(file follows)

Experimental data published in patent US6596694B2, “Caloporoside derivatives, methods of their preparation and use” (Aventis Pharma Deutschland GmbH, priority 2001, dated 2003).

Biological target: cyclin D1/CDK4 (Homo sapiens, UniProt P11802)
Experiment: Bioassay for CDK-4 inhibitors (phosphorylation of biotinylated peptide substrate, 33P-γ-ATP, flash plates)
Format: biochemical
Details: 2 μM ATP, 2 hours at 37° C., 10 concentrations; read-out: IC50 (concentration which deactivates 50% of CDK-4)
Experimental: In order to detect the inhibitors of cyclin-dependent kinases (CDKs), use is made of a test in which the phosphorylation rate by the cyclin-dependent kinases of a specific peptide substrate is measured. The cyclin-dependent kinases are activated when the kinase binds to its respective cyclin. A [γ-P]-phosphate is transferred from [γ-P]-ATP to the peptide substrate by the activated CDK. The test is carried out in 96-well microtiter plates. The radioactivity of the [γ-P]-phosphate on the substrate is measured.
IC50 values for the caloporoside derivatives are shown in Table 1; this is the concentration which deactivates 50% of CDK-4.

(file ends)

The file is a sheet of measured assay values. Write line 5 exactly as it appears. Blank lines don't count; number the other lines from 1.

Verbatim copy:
Details: 2 μM ATP, 2 hours at 37° C., 10 concentrations; read-out: IC50 (concentration which deactivates 50% of CDK-4)